And as we all know, there is no gas station facility which can provide zero environmental risks!
    Additionally, as national research has indicated, the profit margins on the sale of gasoline and diesel fuel are at best, pennies per gallon of fuel dispensed.
    Clearly the town will not realize much, if any, benefit from a gas station within its borders. And similarly, this propsed gas station will not bring added value or benefits to the citizens in Effingham, as there currently exists two gas stations within less then a mile from this location.
    However, this new facility, a reopened market, (without the gas station component), is certainly a viable and welcomed addition to the local business community, which will definitely serve the needs of the vast numbers of people who travel along Rt. 25, whether they be local citizens, or visitors to our area, just as Boyles Market had done for the several years, even after they, (with NH DES assistance), removed the old gas tanks, pumps and associated equipment.
    Perhaps Meena needs take a more practical and sensible look at their proposal and eliminate the gas station component from their Market plans. This is the only responsible action for them to consider.

  9. TJ236 4 weeks ago September 5, 2022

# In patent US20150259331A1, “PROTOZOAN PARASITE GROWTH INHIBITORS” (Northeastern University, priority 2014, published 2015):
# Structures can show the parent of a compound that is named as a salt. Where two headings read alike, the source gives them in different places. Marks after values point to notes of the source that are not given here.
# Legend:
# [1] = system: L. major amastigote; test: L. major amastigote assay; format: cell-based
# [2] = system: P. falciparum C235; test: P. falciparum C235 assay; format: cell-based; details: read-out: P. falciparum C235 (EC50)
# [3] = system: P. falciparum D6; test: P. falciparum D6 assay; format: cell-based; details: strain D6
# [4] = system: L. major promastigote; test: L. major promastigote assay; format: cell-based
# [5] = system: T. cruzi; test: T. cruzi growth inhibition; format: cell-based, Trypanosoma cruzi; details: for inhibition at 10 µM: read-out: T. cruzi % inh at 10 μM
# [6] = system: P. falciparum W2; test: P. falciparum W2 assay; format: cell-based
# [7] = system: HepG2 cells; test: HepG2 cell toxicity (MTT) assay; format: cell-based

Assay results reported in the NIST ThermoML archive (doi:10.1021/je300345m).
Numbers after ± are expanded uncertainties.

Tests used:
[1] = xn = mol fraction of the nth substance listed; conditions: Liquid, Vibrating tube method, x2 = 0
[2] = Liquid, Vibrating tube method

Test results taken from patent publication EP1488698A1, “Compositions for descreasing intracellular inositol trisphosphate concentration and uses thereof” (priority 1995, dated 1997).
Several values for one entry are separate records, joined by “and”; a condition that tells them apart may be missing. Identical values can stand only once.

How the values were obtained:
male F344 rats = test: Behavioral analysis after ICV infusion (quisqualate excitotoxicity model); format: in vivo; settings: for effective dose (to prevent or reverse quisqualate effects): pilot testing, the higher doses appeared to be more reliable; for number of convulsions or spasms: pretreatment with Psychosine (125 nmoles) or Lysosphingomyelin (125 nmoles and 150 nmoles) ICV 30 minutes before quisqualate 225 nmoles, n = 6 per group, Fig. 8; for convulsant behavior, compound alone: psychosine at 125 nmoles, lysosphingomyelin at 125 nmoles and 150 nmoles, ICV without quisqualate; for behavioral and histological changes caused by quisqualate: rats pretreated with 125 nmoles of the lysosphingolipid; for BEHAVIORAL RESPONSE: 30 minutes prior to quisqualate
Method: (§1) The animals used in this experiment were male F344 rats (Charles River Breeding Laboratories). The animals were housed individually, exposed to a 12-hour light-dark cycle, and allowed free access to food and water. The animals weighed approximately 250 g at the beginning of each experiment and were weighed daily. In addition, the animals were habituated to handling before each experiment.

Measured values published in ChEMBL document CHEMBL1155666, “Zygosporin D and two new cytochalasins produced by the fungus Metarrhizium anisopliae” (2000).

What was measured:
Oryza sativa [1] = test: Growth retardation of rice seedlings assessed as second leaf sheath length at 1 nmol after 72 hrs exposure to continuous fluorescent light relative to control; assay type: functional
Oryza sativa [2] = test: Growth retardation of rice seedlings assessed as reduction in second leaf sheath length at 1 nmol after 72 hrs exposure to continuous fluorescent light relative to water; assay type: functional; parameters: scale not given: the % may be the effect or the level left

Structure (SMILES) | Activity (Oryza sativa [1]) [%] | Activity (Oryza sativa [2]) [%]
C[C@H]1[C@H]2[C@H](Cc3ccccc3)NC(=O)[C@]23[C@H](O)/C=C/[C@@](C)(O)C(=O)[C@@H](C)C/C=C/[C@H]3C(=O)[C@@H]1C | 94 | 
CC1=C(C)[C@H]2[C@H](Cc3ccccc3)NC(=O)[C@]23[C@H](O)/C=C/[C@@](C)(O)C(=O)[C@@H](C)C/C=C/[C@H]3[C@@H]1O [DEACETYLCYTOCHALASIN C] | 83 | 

Not sure if Benjamin is trying to impress with literary skill or make an actual point. But if democracy is going to prevail it should be in the presence of hard facts and data.
    With that it is a fact that the proposed station is located within the aquifer. Also a fact that gas could leak into said aquifer. However it is also true that there are advanced mitigation measures to counter the risk. The one question I have not seen answered throughout the entire debate is the likelihood/probability of a gas leak from operation that would actually impact the groundwater. Without that the decision is just being made based on emotion… of which there seems to be plenty of.
    Additionally if anyone believes they have a right to modify Meena’s business plan they should not then be shy to provide working capitol commensurate with their influence.
    So at times like this I wish I had coined the phrase “better to keep quite and let everyone think your a fool than to open your mouth and remove all doubt.”

  10. Jon Swan 2 weeks ago September 17, 2022

    Save Forest Lake supports y’all, see you Oct 6! #WaterWarriors Unite!